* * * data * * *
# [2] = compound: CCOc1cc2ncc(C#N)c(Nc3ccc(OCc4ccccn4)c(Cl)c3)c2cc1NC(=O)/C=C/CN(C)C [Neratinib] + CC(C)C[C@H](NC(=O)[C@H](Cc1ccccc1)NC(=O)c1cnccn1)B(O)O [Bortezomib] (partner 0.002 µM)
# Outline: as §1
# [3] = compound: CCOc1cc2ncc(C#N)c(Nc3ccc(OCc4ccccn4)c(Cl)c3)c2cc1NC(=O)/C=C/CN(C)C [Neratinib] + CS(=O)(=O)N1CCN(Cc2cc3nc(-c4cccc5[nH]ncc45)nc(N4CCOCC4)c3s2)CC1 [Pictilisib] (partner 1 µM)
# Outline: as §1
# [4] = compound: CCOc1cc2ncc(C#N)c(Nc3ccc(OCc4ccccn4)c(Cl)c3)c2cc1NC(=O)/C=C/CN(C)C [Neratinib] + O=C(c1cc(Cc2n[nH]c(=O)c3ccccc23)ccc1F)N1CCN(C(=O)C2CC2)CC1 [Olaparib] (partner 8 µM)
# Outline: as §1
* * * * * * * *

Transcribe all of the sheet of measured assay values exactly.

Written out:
# [2] = compound: CCOc1cc2ncc(C#N)c(Nc3ccc(OCc4ccccn4)c(Cl)c3)c2cc1NC(=O)/C=C/CN(C)C [Neratinib] + CC(C)C[C@H](NC(=O)[C@H](Cc1ccccc1)NC(=O)c1cnccn1)B(O)O [Bortezomib] (partner 0.002 µM)
# Outline: as §1
# [3] = compound: CCOc1cc2ncc(C#N)c(Nc3ccc(OCc4ccccn4)c(Cl)c3)c2cc1NC(=O)/C=C/CN(C)C [Neratinib] + CS(=O)(=O)N1CCN(Cc2cc3nc(-c4cccc5[nH]ncc45)nc(N4CCOCC4)c3s2)CC1 [Pictilisib] (partner 1 µM)
# Outline: as §1
# [4] = compound: CCOc1cc2ncc(C#N)c(Nc3ccc(OCc4ccccn4)c(Cl)c3)c2cc1NC(=O)/C=C/CN(C)C [Neratinib] + O=C(c1cc(Cc2n[nH]c(=O)c3ccccc23)ccc1F)N1CCN(C(=O)C2CC2)CC1 [Olaparib] (partner 8 µM)
# Outline: as §1